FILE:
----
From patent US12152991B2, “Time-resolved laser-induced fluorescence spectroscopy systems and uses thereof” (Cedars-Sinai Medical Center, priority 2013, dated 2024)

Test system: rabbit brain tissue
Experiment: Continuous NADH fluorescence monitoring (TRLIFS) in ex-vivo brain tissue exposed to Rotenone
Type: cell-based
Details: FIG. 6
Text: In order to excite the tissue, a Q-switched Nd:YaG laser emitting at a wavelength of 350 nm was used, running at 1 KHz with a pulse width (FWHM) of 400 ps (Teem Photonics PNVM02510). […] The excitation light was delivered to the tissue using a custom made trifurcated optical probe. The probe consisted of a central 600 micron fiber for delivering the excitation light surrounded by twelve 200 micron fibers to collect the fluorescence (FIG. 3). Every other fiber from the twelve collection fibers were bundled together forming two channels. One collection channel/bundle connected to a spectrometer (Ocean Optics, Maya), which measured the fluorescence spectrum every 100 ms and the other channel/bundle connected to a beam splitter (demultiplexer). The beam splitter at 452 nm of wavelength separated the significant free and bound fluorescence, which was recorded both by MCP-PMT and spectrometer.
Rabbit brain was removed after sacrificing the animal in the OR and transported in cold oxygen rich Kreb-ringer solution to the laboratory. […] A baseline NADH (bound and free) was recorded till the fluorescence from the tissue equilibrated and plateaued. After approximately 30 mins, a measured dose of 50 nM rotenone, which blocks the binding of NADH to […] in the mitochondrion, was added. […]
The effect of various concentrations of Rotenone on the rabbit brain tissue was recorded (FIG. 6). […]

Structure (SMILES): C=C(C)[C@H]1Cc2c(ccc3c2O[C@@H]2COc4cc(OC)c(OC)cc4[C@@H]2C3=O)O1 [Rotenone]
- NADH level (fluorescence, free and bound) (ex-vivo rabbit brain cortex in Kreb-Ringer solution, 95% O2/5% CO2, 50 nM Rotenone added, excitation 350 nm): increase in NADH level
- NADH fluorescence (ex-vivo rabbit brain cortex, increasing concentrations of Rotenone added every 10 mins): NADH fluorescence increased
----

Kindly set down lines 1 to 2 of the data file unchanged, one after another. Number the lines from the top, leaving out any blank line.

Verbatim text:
From patent US12152991B2, “Time-resolved laser-induced fluorescence spectroscopy systems and uses thereof” (Cedars-Sinai Medical Center, priority 2013, dated 2024)

Test system: rabbit brain tissue